Insights

NY Comic Con: A Pop Culture Spectacle Designed by Passionate Fans for Passionate Fans

More Topics

Freeman

Q&A with Lance Fensterman of ReedPOP

Lance Fensterman, senior vice president of ReedPOP, discusses the value of authenticity, shared experiences, and why being a fan makes him uniquely qualified to design pop culture events for diverse tribes of devout, animated fans.

Q. Tell us about New York Comic Con.

LF: It’s the largest pop culture event in the United States, about 180,000 people in 2016. It started 10 years ago with roughly 15,000 people and has ballooned over the last 10 years. 

Q. That’s massive. What do you think has contributed to the growth?

LF: The show has grown for a number of reasons. First and foremost, it’s because we always put our fans first. When you give them what they want, they tend to support you. 

We’re also thriving, along with the geek economy, by tapping into passion for popular culture and self-expression. 

Q. Describe this legion of fans — who typically attends?

Every stripe of nerd you can imagine makes up these tribes. Whether it’s toys, comic books, graphic novels, Japanese pop culture, film, television, or video games, all these tribes come together at New York Comic Con to celebrate what it is to be a nerd.  

Q. There’s no group quite like it — you can feel their passion. And it’s palpable from the other side as well, right?

LF: Yes, it’s exciting; the fandom is so strong on both sides, with the creativity you find here and the amazing work being done across all mediums. It’s cool to have built a platform where these creators can showcase their work and the fans come to celebrate it.

New York Comic Con and the Evolution of Sponsorship

Ideas

New York Comic Con and the Evolution of Sponsorship

Read More

Q. Give us some background on ReedPOP.

LF: We built ReedPOP as a brand and a culture to delight geeks around the world. We specifically hire passionate fans like me (I have A LOT of Legos!) to build events that are genuine, incredible, authentic, and relatable it’s a mission driven by what the fans want.

Q. The audience is incredibly diverse. How do you appeal to all walks of fandom?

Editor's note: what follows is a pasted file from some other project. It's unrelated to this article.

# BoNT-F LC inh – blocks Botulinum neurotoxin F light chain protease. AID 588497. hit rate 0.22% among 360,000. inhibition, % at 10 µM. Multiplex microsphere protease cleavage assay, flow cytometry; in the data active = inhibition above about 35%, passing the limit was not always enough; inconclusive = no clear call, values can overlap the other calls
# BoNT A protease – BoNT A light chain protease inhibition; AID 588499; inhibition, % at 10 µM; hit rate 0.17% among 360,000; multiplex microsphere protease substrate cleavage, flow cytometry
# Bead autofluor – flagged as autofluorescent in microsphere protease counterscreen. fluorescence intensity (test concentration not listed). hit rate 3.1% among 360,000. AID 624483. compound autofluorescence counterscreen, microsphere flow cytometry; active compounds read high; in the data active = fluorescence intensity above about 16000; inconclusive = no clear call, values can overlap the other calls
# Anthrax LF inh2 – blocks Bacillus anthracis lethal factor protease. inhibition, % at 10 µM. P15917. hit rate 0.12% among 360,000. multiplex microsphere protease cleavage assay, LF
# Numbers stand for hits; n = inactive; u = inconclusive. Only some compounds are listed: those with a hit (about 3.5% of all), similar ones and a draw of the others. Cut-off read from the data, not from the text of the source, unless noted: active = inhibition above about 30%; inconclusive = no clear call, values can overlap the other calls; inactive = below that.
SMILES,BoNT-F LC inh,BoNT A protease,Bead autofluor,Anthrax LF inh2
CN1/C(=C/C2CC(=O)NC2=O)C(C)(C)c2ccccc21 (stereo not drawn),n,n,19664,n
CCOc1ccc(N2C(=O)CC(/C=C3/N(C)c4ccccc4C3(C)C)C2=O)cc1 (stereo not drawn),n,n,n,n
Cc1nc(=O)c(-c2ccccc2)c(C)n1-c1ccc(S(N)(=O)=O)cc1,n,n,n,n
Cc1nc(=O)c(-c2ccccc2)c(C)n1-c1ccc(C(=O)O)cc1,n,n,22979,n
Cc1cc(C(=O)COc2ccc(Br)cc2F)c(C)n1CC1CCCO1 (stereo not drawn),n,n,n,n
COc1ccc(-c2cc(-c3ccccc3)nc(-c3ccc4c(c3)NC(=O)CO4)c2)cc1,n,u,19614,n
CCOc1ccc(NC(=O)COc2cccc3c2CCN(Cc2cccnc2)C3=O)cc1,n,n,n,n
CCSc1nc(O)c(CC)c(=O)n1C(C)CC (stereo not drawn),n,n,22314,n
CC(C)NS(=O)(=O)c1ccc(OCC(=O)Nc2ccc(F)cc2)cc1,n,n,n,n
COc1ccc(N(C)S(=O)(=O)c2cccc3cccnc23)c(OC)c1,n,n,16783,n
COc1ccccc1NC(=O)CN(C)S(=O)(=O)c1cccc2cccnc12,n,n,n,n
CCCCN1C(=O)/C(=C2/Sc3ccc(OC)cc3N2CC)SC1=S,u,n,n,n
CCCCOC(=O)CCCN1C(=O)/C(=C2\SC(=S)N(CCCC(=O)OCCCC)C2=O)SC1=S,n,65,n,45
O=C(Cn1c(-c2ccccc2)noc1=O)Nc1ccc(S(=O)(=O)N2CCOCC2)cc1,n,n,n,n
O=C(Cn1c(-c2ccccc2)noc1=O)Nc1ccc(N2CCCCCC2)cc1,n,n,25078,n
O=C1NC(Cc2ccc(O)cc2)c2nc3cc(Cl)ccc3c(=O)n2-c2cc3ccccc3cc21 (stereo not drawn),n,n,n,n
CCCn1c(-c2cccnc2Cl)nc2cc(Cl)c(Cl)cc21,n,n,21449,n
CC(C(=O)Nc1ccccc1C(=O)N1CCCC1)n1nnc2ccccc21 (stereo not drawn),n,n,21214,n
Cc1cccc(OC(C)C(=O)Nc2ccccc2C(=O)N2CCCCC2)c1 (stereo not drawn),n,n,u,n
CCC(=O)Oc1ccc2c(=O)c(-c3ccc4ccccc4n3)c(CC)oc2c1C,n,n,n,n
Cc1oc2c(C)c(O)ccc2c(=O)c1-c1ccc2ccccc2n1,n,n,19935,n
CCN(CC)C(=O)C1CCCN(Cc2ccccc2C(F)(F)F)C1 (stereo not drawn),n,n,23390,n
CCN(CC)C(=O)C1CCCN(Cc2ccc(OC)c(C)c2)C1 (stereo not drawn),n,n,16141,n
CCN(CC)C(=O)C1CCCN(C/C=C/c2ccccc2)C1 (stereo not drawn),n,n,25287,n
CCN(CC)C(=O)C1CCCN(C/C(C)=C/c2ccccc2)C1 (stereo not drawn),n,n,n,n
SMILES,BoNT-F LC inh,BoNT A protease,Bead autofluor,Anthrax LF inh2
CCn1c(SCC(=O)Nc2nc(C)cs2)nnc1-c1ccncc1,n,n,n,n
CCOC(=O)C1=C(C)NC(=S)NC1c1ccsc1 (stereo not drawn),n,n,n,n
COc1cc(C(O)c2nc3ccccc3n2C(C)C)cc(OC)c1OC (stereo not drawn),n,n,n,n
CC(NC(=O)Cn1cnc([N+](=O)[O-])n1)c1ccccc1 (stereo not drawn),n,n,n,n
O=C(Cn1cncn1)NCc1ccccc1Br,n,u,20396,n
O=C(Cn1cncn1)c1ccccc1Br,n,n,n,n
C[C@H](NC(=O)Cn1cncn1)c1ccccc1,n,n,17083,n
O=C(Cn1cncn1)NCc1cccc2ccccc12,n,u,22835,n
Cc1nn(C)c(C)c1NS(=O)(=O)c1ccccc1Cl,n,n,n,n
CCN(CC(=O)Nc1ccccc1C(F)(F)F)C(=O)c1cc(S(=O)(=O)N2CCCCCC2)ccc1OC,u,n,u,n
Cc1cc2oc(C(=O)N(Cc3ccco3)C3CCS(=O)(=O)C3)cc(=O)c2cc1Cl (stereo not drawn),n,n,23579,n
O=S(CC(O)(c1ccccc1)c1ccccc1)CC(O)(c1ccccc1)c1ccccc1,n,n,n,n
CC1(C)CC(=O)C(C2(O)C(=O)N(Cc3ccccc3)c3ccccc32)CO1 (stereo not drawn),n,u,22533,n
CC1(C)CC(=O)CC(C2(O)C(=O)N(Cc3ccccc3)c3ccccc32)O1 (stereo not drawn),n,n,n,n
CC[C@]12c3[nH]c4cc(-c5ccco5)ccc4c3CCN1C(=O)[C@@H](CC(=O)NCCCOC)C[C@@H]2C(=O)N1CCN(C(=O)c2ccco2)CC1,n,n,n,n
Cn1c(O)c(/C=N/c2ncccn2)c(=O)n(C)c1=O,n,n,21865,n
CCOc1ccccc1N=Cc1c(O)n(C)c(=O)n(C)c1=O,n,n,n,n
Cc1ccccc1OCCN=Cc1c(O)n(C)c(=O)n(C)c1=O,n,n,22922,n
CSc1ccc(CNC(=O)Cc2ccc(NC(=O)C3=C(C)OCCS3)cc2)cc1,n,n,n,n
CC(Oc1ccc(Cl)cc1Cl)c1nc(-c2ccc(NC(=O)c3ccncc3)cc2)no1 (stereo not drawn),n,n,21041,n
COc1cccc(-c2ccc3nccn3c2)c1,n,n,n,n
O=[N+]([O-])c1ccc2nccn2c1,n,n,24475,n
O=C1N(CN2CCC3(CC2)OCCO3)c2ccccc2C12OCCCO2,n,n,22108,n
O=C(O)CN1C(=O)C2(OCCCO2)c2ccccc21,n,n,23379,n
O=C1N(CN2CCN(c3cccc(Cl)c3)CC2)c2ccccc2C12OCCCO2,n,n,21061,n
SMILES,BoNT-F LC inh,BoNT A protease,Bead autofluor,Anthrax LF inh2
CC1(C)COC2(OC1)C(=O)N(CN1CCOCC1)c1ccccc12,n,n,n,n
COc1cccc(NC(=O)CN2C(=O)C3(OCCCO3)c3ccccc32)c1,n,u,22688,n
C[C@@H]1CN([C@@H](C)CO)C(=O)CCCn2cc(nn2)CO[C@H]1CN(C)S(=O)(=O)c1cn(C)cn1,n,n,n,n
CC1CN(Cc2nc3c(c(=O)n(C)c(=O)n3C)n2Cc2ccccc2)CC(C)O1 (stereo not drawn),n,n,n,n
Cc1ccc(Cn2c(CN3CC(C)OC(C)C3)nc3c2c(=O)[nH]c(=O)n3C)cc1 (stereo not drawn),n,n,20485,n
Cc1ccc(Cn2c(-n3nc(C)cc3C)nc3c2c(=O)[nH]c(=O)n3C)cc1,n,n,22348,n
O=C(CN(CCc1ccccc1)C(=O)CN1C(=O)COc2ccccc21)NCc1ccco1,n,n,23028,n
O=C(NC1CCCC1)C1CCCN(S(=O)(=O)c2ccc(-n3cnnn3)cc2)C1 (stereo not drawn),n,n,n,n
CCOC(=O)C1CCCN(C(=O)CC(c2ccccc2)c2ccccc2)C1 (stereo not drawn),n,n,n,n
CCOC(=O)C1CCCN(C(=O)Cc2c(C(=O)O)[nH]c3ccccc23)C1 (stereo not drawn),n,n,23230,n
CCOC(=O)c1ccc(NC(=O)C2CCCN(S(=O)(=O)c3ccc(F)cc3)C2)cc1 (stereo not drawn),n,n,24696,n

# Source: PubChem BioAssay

LF: It varies by tribe. The toy tribe wants an exclusive toy. Video gamers want to play the game before they buy it. Comic book fans want to meet the illustrators. For film and television, it’s about exclusive content. What’s common among all the tribes is they want to experience something unique. They want a shared experience with others who love it as much as they do. They can say, “Oh man, I was there when Daryl from The Walking Dead talked about creating that character.” That’s what we try to provide once-in-a-lifetime experiences.

Q. What sets the New York show apart from other Comic Cons?

LF: It’s an exceptional event that courses with energy because of the city. There’s a genius to the energy and a franticness amongst the fan base that you don’t see at other shows. Sometimes it’s hard to corral and control, but it’s a good challenge when you have such a passionate community.

Even the Javits Center, a building that’s stacked up and down rather than spread out, makes it different. Plus, you’re crowded shoulder-to-shoulder in this energetic way, which is just like Manhattan.

Q. That energy has grown the event beyond the Javits — tell us about the expansion.

LF: This million-square-foot building no longer contains us, so we’ve taken the show literally to the streets. Expanding across the city enables more people to join and interact with the content. And more brands can reach those audiences.

It’s our goal to be a city-wide festival that isn’t confined. We want to spread out so wherever you are in the city, whether it’s concerts, pop-up events, or big-time venues like the Hammerstein, you will know New York Comic Con is happening.

That’s the vision, which takes time. But with the right partners, like Freeman, that provide support in every possible way, our vision can become a reality. 

Q. What are some of the challenges of managing a show of this magnitude?

LF: One thing is getting everybody in safely and around to see and do what they want, which takes strong planning, organization, and logistics.  Those things build the framework on which all of the fun hangs.  

Q: In addition to expanding, you also livestreamed many of the events. How was the engagement?

LF: We’ve had significant engagement. It’s a valuable tool for brands to amplify their message and create an experience with our community in person, as well as those viewing virtually around the world.

Q. What makes NY Comic Con thrive?

LF: It’s all about shared experience. People get on a plane, bus, or subway, and stand in line for hours just to get in the building. Almost everything you want is available somewhere, but sharing that experience with people who love the same things you do is core to this community. When we create an emotional experience that can’t be replicated anywhere else, we know we’ve had a successful show.

Q. If you were a fan attending this show, what character would you be?

I normally dress like a high schooler T-shirt and hoodie. So I’d go as a businessman in a suit and tie with dress shoes, not sneakers. And I’d shave. No one would recognize me! 

Recommended

What you need to know to stay ahead of the ever-changing experiential marketing curve.

Order About Solutions Insights Work Contact Careers Resources